OAUTH 2 Login with MultiValue BASIC — Part 3

In the last article, part 2, we talked about setup and subroutines needed to send an OAUTH 2 request to a web service. This time, we'll talk about the request process used to get a valid oAuth bearer token which needs to be included in those requests.

The first thing that you have to decide is how you are going to login and authenticate with the web service. Sometimes the web service will dictate this and sometimes you can choose. See part 1 of the article for more information about the different ways it might work.

Attached to this article (on the International Spectrum Website) there is a program called IS.OAUTH 2.REQUEST which is an example of all that steps we're going to talk about here.

Initial oAuth Request

Much of the interaction with OAUTH 2 login services is self-contained, but there are times when a user is required to do something more complicated. In order minimize the complexity, the OAUTH 2 specification supplies a refresh token.

To get your refresh token for the first time, your program will need to make the initial request the long way. You need to create the HTTP post data to send to the request URL. Using the data found in the OAUTH.CONTROL.SUPT file for the Google+ oAuth, the URL would look like this, as seen in line three of the program:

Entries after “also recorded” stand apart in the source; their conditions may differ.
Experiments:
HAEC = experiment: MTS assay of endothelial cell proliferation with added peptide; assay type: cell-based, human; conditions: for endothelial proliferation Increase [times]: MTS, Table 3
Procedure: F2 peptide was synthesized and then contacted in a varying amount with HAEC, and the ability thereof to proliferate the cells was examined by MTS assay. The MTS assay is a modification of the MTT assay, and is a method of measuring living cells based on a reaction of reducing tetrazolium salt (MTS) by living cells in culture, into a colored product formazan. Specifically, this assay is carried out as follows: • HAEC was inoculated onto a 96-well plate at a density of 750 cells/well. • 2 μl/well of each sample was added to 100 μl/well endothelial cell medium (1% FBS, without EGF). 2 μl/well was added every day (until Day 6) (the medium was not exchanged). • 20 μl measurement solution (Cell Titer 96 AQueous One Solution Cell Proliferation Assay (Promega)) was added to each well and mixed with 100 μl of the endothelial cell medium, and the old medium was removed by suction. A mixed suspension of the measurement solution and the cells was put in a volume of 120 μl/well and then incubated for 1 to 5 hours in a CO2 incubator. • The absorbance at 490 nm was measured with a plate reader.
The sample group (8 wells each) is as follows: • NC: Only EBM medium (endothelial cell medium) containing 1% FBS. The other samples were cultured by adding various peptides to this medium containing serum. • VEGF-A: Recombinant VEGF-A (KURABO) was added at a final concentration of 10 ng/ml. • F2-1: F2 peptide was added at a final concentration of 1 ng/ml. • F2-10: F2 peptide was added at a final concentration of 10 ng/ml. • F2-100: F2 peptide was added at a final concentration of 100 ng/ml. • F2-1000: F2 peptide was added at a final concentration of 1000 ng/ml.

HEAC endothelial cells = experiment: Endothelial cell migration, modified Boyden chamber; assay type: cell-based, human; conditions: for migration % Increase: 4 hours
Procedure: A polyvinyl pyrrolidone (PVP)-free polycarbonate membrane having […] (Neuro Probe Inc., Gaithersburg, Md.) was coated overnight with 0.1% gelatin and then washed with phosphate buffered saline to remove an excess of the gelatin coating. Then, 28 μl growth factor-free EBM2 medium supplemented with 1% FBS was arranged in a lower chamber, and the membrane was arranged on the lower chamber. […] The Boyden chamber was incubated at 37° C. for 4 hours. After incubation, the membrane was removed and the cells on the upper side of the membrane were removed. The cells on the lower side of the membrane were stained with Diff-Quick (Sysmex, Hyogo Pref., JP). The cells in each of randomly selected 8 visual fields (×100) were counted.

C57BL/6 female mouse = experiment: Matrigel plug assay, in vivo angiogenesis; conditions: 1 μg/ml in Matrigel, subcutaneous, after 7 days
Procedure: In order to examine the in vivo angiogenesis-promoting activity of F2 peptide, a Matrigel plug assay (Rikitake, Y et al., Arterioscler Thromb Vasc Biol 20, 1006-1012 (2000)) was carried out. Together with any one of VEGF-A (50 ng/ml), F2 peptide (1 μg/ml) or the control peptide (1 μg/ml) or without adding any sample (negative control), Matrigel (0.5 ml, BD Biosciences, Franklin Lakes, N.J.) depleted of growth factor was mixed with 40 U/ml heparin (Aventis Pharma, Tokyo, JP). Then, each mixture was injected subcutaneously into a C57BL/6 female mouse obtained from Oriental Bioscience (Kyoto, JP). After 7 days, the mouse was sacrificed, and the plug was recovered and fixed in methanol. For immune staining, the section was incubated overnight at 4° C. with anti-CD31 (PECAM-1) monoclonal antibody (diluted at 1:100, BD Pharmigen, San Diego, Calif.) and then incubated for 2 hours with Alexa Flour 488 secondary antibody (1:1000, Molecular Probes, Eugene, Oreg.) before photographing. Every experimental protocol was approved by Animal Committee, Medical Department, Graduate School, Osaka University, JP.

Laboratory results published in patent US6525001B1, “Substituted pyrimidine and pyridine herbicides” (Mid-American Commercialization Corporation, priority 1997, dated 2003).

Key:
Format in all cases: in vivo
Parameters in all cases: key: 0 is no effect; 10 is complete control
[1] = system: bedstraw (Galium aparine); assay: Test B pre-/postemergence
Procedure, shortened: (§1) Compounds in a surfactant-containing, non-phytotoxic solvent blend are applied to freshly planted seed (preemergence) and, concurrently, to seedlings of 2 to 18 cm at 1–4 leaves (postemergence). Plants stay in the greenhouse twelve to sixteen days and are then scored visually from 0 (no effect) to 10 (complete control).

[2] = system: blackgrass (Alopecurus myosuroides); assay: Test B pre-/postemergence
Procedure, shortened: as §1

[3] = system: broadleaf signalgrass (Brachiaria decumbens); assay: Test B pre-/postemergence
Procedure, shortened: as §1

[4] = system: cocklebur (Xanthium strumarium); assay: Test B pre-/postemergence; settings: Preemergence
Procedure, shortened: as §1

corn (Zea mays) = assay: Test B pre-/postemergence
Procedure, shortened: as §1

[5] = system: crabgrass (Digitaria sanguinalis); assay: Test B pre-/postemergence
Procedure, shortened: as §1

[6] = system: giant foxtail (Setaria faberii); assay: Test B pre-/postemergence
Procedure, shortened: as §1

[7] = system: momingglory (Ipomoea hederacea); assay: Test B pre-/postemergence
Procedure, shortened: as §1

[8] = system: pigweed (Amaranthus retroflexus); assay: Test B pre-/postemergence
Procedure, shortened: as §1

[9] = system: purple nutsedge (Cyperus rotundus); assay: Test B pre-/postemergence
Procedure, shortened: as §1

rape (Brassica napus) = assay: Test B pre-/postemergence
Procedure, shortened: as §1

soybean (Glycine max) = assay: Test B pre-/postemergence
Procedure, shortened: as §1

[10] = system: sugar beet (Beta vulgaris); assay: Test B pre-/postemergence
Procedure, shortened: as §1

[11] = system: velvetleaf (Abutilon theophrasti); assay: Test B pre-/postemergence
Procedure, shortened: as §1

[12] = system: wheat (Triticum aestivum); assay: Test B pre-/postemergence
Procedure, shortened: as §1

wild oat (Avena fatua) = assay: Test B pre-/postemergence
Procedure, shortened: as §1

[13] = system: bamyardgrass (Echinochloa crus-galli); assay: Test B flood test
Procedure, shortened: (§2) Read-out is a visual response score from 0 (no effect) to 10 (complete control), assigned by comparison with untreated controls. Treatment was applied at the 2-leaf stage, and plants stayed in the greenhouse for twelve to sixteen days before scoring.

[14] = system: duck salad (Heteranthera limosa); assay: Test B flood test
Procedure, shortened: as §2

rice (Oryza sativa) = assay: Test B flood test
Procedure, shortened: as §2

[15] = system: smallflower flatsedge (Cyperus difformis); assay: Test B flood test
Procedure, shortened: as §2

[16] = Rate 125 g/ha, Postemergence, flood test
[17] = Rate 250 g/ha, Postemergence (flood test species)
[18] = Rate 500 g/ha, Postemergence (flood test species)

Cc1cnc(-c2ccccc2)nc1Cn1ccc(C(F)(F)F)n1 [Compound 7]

https://accounts.google.com/o/oauth2/auth?scope=email profile

Once you have the URL, you have to add the additional data to authenticate with it.

Grant Type: Native or Code

Native or Code grant types are the most common and include some additional information, which can be found in the OAUTH.CONTROL record. You will need to pull the consumer key from line one, and the Redirect URL found in line twenty-five. If you want more information about this, look at the Redirect URL section.

Create the HTTP post data with this information (see [Figure 1]) and then make the request. It will then return back JSON-formatted information which you can send to the Get Access Token process.

URL = ' https://accounts.google.com/o/oauth2/auth'
POST.DATA<-1> = 'scope' :VM: 'email profile'
POST.DATA<-1> = 'response_type' :VM: 'code'
POST.DATA<-1> = 'client_id' :VM: ITEM.OAUTH <1>
POST.DATA<-1> = 'redirect_uri' :VM: ITEM.OAUTH <25>

Fig. 1

Redirect URLs

The redirect URL is an odd piece of information. Normally this would be a URL on YOUR web server that the oAuth service can callback to and give you the oAuth bearer information. This allows additional security, but it also requires you to have a public webserver that can pass information back into your database.

Don't fear, that is not always required. The writers of the OAUTH 2 specification took into account that a public webserver may not be available to receive the callback, so you are allowed to supply a unique identifier that tells the authorizing web service that the user is willing to go through an additional effort to get the information.

This code is "oob" or "urn:ietf:wg:oauth:2.0:oob". Be aware that not all OAUTH 2 login services support this.